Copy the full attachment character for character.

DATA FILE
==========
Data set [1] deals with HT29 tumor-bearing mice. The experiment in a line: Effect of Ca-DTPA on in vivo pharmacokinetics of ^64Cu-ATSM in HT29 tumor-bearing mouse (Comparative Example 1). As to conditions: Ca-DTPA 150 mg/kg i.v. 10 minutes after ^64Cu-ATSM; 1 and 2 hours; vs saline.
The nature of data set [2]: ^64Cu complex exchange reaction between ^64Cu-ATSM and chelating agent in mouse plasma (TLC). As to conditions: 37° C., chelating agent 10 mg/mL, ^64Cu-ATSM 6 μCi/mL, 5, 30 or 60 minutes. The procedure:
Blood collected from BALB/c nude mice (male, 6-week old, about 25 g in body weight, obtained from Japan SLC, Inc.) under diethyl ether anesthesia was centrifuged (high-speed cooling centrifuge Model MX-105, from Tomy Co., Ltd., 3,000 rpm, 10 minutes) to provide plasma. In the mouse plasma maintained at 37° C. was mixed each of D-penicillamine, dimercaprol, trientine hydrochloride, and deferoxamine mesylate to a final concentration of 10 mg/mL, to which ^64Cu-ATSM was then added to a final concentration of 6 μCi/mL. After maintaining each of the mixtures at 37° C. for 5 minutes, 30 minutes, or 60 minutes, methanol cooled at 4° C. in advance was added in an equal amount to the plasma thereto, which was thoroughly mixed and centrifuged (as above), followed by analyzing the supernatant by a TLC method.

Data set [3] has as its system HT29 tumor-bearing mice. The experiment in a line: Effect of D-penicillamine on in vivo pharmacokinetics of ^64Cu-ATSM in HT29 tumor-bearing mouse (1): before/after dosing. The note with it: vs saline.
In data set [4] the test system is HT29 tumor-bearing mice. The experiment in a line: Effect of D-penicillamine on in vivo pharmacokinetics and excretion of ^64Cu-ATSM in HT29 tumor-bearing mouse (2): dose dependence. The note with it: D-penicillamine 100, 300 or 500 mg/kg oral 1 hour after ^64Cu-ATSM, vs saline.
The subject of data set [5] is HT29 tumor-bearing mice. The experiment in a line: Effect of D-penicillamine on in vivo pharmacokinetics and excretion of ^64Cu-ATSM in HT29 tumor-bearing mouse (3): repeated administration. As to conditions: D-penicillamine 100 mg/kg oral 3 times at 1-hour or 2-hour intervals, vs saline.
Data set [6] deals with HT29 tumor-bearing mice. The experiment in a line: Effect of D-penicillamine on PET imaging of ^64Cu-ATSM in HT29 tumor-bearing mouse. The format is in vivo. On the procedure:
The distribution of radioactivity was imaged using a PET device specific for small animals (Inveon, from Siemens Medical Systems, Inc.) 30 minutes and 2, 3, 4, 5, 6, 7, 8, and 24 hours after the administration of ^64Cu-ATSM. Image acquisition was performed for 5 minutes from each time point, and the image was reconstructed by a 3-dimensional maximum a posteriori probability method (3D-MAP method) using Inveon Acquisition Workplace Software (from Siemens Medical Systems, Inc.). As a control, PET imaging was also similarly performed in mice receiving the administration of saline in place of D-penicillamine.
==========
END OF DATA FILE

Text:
Data set [1] deals with HT29 tumor-bearing mice. The experiment in a line: Effect of Ca-DTPA on in vivo pharmacokinetics of ^64Cu-ATSM in HT29 tumor-bearing mouse (Comparative Example 1). As to conditions: Ca-DTPA 150 mg/kg i.v. 10 minutes after ^64Cu-ATSM; 1 and 2 hours; vs saline.
The nature of data set [2]: ^64Cu complex exchange reaction between ^64Cu-ATSM and chelating agent in mouse plasma (TLC). As to conditions: 37° C., chelating agent 10 mg/mL, ^64Cu-ATSM 6 μCi/mL, 5, 30 or 60 minutes. The procedure:
Blood collected from BALB/c nude mice (male, 6-week old, about 25 g in body weight, obtained from Japan SLC, Inc.) under diethyl ether anesthesia was centrifuged (high-speed cooling centrifuge Model MX-105, from Tomy Co., Ltd., 3,000 rpm, 10 minutes) to provide plasma. In the mouse plasma maintained at 37° C. was mixed each of D-penicillamine, dimercaprol, trientine hydrochloride, and deferoxamine mesylate to a final concentration of 10 mg/mL, to which ^64Cu-ATSM was then added to a final concentration of 6 μCi/mL. After maintaining each of the mixtures at 37° C. for 5 minutes, 30 minutes, or 60 minutes, methanol cooled at 4° C. in advance was added in an equal amount to the plasma thereto, which was thoroughly mixed and centrifuged (as above), followed by analyzing the supernatant by a TLC method.

Data set [3] has as its system HT29 tumor-bearing mice. The experiment in a line: Effect of D-penicillamine on in vivo pharmacokinetics of ^64Cu-ATSM in HT29 tumor-bearing mouse (1): before/after dosing. The note with it: vs saline.
In data set [4] the test system is HT29 tumor-bearing mice. The experiment in a line: Effect of D-penicillamine on in vivo pharmacokinetics and excretion of ^64Cu-ATSM in HT29 tumor-bearing mouse (2): dose dependence. The note with it: D-penicillamine 100, 300 or 500 mg/kg oral 1 hour after ^64Cu-ATSM, vs saline.
The subject of data set [5] is HT29 tumor-bearing mice. The experiment in a line: Effect of D-penicillamine on in vivo pharmacokinetics and excretion of ^64Cu-ATSM in HT29 tumor-bearing mouse (3): repeated administration. As to conditions: D-penicillamine 100 mg/kg oral 3 times at 1-hour or 2-hour intervals, vs saline.
Data set [6] deals with HT29 tumor-bearing mice. The experiment in a line: Effect of D-penicillamine on PET imaging of ^64Cu-ATSM in HT29 tumor-bearing mouse. The format is in vivo. On the procedure:
The distribution of radioactivity was imaged using a PET device specific for small animals (Inveon, from Siemens Medical Systems, Inc.) 30 minutes and 2, 3, 4, 5, 6, 7, 8, and 24 hours after the administration of ^64Cu-ATSM. Image acquisition was performed for 5 minutes from each time point, and the image was reconstructed by a 3-dimensional maximum a posteriori probability method (3D-MAP method) using Inveon Acquisition Workplace Software (from Siemens Medical Systems, Inc.). As a control, PET imaging was also similarly performed in mice receiving the administration of saline in place of D-penicillamine.